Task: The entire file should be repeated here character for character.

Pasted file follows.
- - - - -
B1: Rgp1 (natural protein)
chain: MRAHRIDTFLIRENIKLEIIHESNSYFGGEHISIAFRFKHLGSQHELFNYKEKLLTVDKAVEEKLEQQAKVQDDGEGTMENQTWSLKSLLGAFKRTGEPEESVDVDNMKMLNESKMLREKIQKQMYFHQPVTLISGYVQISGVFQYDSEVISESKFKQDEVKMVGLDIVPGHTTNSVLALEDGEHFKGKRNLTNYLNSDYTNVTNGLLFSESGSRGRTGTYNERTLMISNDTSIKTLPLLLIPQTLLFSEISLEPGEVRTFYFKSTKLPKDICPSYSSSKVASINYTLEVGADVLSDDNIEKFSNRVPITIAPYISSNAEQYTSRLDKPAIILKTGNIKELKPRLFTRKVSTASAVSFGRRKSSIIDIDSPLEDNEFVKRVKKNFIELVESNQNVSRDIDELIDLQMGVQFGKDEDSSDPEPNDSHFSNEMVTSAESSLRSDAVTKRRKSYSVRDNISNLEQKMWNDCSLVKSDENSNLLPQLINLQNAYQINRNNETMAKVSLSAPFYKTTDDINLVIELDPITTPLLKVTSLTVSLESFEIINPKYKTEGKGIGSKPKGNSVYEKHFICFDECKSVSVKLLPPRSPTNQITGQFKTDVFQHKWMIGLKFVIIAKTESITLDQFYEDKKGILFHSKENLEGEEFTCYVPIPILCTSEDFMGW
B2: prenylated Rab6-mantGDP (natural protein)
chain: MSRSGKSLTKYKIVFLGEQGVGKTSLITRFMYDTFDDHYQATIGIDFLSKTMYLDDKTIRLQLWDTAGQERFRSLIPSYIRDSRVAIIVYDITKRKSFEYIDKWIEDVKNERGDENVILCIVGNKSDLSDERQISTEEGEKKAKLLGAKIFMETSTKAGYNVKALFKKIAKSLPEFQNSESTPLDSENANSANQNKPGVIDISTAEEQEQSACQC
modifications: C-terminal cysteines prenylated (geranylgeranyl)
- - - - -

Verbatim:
B1: Rgp1 (natural protein)
chain: MRAHRIDTFLIRENIKLEIIHESNSYFGGEHISIAFRFKHLGSQHELFNYKEKLLTVDKAVEEKLEQQAKVQDDGEGTMENQTWSLKSLLGAFKRTGEPEESVDVDNMKMLNESKMLREKIQKQMYFHQPVTLISGYVQISGVFQYDSEVISESKFKQDEVKMVGLDIVPGHTTNSVLALEDGEHFKGKRNLTNYLNSDYTNVTNGLLFSESGSRGRTGTYNERTLMISNDTSIKTLPLLLIPQTLLFSEISLEPGEVRTFYFKSTKLPKDICPSYSSSKVASINYTLEVGADVLSDDNIEKFSNRVPITIAPYISSNAEQYTSRLDKPAIILKTGNIKELKPRLFTRKVSTASAVSFGRRKSSIIDIDSPLEDNEFVKRVKKNFIELVESNQNVSRDIDELIDLQMGVQFGKDEDSSDPEPNDSHFSNEMVTSAESSLRSDAVTKRRKSYSVRDNISNLEQKMWNDCSLVKSDENSNLLPQLINLQNAYQINRNNETMAKVSLSAPFYKTTDDINLVIELDPITTPLLKVTSLTVSLESFEIINPKYKTEGKGIGSKPKGNSVYEKHFICFDECKSVSVKLLPPRSPTNQITGQFKTDVFQHKWMIGLKFVIIAKTESITLDQFYEDKKGILFHSKENLEGEEFTCYVPIPILCTSEDFMGW
B2: prenylated Rab6-mantGDP (natural protein)
chain: MSRSGKSLTKYKIVFLGEQGVGKTSLITRFMYDTFDDHYQATIGIDFLSKTMYLDDKTIRLQLWDTAGQERFRSLIPSYIRDSRVAIIVYDITKRKSFEYIDKWIEDVKNERGDENVILCIVGNKSDLSDERQISTEEGEKKAKLLGAKIFMETSTKAGYNVKALFKKIAKSLPEFQNSESTPLDSENANSANQNKPGVIDISTAEEQEQSACQC
modifications: C-terminal cysteines prenylated (geranylgeranyl)